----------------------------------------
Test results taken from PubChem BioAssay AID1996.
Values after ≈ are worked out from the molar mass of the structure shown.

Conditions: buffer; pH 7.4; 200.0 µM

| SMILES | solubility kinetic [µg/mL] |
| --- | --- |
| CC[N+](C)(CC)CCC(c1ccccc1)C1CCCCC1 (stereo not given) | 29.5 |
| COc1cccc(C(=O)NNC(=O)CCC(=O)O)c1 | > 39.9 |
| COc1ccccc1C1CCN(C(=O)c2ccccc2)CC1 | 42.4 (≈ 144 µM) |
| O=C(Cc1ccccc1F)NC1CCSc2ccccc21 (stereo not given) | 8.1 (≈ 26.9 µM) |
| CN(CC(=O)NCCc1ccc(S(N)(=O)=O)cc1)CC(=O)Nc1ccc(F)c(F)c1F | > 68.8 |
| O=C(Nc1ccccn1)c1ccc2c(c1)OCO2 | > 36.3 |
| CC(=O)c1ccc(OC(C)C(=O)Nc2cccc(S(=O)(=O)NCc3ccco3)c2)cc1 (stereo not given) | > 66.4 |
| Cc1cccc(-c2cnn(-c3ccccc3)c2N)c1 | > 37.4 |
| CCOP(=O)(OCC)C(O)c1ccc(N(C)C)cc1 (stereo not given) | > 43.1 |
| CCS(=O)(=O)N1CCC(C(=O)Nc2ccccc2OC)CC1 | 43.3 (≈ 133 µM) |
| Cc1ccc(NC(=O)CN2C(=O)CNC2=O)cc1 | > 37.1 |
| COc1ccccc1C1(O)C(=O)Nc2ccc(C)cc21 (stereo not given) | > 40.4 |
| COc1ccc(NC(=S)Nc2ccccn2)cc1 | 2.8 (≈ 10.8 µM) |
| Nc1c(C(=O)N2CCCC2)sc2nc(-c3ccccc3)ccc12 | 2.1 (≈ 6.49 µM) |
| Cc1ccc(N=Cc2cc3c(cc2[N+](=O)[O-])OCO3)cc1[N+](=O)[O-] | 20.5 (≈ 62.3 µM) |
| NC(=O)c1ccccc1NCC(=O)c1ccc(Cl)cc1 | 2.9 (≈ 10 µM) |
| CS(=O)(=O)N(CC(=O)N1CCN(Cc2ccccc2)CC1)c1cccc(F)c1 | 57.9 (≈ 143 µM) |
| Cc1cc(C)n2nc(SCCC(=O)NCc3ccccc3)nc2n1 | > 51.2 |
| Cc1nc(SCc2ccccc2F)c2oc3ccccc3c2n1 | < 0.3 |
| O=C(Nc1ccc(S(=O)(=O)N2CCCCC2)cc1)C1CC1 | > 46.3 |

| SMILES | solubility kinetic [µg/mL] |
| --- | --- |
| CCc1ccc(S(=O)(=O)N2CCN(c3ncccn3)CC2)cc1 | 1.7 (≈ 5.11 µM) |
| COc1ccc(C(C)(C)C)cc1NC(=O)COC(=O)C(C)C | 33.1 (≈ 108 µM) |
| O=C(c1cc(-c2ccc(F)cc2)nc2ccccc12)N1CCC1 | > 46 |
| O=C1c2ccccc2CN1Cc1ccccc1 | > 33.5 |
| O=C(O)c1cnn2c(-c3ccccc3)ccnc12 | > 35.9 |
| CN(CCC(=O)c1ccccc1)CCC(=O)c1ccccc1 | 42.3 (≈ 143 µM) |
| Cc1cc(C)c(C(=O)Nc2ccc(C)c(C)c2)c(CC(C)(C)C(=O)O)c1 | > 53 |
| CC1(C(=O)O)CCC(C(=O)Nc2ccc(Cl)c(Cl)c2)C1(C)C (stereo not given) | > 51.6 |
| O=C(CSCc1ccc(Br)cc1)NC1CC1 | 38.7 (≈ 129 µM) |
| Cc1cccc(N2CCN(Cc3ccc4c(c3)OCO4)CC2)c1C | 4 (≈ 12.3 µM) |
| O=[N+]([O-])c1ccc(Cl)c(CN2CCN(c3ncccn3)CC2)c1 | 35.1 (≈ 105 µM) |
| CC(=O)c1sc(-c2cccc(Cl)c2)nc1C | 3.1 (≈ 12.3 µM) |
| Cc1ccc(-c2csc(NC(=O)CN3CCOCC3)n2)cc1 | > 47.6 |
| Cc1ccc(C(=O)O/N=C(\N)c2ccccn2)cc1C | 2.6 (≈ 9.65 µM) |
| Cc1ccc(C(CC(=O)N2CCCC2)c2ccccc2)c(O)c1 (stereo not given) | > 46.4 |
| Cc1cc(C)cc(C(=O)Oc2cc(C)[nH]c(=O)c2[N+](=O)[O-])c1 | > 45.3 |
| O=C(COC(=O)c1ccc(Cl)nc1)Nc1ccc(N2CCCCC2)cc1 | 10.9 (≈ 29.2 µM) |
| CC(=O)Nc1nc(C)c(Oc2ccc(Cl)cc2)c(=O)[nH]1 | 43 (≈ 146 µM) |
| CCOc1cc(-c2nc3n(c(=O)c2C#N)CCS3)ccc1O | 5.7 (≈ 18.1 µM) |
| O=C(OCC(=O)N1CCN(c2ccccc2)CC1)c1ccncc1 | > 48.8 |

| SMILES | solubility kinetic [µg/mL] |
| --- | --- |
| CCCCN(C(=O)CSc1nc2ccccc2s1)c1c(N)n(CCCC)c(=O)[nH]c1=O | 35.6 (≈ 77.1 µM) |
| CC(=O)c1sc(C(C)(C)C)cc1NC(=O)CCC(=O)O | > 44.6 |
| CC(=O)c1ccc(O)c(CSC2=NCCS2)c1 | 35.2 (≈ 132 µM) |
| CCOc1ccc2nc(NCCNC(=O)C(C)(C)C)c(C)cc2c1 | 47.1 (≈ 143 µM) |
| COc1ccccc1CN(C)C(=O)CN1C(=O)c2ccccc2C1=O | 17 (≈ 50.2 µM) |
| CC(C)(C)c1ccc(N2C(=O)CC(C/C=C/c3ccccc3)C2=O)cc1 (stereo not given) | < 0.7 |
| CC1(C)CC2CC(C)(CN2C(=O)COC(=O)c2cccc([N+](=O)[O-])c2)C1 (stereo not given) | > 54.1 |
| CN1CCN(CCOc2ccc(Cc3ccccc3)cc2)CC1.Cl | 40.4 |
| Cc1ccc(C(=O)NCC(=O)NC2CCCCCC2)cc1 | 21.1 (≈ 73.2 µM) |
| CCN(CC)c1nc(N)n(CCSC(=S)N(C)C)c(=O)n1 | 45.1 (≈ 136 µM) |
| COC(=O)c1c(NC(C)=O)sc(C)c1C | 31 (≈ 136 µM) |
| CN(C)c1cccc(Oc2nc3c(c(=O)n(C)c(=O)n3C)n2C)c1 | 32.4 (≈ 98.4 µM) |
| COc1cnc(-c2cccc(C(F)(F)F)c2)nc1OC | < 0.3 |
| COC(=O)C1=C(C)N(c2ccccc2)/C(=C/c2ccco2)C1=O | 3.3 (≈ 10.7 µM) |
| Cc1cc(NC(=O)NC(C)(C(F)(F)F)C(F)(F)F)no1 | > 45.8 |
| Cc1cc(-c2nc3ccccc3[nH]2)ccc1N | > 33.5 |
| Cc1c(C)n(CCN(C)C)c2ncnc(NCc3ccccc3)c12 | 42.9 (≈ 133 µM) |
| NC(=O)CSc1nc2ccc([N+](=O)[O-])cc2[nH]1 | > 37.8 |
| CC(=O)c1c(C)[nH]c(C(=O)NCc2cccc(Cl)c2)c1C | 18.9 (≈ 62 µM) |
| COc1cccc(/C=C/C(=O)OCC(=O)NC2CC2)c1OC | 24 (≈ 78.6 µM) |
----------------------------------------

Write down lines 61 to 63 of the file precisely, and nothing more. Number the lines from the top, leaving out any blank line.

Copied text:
| CN(C)c1cccc(Oc2nc3c(c(=O)n(C)c(=O)n3C)n2C)c1 | 32.4 (≈ 98.4 µM) |
| COc1cnc(-c2cccc(C(F)(F)F)c2)nc1OC | < 0.3 |
| COC(=O)C1=C(C)N(c2ccccc2)/C(=C/c2ccco2)C1=O | 3.3 (≈ 10.7 µM) |